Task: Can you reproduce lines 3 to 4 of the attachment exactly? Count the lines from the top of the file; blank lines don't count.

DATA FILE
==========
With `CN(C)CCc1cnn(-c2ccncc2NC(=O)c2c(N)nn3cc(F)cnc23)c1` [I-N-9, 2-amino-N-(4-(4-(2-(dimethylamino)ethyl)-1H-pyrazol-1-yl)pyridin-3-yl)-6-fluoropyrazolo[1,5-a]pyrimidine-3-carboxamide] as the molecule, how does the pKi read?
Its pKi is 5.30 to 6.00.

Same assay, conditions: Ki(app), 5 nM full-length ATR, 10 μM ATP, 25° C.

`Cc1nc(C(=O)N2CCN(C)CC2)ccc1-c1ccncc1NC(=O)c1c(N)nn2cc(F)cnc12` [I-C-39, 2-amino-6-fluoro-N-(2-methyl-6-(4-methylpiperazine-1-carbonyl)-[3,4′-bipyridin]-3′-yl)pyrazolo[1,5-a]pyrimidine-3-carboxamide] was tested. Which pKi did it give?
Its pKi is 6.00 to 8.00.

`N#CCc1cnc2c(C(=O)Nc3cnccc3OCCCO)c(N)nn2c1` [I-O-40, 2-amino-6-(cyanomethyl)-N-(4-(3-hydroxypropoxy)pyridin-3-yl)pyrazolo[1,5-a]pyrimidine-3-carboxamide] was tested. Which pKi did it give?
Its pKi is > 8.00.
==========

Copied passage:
Same assay, conditions: Ki(app), 5 nM full-length ATR, 10 μM ATP, 25° C.

`Cc1nc(C(=O)N2CCN(C)CC2)ccc1-c1ccncc1NC(=O)c1c(N)nn2cc(F)cnc12` [I-C-39, 2-amino-6-fluoro-N-(2-methyl-6-(4-methylpiperazine-1-carbonyl)-[3,4′-bipyridin]-3′-yl)pyrazolo[1,5-a]pyrimidine-3-carboxamide] was tested. Which pKi did it give?